Imagine a world where dead bodies are dropped at your business's front door as a warning sign, where one of your stylists receives death threats for working in the beauty industry. That's exactly what Baghdad stylist and salon owner Ahmed Morad endured merely two years ago as a result of his involvement in the business of making women look beautiful — a practice forbidden by religious extremists.
These extremists feel that only husbands should see their wives without head scarves, and women should not be allowed to alter their appearances. Thanks to recent security improvements, Morad is now back in business, and more women are exposed to fashionable looks outside of their realm due to exposure never available to them before. As the popularity of once-forbidden media rises, some women seek a more glamorous look. Even if most continue to wear a hijab, they enjoy having a spiffed-up style for their own enjoyment — or that of their spouses.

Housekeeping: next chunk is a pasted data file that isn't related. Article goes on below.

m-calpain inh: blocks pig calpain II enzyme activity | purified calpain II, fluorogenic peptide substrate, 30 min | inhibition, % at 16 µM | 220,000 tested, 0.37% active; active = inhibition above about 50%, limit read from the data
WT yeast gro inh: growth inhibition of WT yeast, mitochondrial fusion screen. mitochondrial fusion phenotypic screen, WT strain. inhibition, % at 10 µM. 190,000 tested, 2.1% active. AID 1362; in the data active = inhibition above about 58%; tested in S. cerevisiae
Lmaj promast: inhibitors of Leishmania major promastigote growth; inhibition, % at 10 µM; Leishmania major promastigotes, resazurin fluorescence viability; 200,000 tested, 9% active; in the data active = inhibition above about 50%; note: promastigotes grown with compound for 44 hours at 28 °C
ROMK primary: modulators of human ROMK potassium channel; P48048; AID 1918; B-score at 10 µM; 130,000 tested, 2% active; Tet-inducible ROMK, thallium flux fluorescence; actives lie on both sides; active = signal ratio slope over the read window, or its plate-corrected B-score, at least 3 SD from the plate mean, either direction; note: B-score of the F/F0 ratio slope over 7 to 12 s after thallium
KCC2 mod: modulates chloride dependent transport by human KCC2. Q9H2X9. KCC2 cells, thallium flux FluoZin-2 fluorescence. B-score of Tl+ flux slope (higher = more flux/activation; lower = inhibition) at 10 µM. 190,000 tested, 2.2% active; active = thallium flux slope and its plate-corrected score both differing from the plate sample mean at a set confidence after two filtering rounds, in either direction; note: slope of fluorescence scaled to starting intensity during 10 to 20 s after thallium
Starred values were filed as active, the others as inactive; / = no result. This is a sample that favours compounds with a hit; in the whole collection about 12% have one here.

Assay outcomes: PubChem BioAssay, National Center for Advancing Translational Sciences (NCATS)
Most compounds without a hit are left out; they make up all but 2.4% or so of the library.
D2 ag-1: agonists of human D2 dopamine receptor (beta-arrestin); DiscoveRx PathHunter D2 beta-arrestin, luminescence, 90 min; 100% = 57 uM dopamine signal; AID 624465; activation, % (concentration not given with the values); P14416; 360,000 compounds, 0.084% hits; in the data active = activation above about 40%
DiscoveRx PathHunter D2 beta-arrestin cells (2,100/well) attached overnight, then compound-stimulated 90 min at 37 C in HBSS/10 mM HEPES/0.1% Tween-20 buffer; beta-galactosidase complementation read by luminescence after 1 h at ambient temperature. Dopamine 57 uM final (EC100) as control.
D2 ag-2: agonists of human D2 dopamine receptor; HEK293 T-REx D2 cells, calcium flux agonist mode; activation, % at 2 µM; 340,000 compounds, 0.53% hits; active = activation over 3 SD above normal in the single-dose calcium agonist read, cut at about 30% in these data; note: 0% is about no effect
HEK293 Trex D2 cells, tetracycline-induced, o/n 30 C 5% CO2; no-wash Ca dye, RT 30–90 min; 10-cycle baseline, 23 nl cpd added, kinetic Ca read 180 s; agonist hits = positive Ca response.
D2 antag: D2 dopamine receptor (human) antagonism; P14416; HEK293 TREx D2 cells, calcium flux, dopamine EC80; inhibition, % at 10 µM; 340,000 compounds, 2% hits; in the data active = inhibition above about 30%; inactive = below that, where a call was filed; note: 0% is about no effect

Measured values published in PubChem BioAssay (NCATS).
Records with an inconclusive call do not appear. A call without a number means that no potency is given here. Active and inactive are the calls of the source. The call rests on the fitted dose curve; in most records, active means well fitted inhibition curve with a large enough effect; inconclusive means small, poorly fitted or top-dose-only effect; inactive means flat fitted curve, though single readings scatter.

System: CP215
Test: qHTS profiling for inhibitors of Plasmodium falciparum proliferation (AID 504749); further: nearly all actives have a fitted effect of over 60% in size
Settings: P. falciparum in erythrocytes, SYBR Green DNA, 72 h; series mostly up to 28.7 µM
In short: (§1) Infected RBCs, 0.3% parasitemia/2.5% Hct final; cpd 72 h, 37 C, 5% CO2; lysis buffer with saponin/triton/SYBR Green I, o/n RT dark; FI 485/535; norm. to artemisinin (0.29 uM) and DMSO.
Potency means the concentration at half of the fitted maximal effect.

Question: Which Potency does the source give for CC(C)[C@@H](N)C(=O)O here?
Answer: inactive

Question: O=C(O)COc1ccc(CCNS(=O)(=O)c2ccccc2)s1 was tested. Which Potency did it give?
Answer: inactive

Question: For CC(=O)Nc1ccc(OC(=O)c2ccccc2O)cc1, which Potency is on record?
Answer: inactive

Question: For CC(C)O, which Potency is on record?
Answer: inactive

"The satellite channels are always showing these beautiful ladies, and the men are always looking for beauty," said skin specialist Niran Ali. "The wives want to change just to be like what their husbands see," she added. While I'm not one to advocate getting groomed only for a man, it's good to see that Iraqi women have regained the choice to head to the salon if they choose.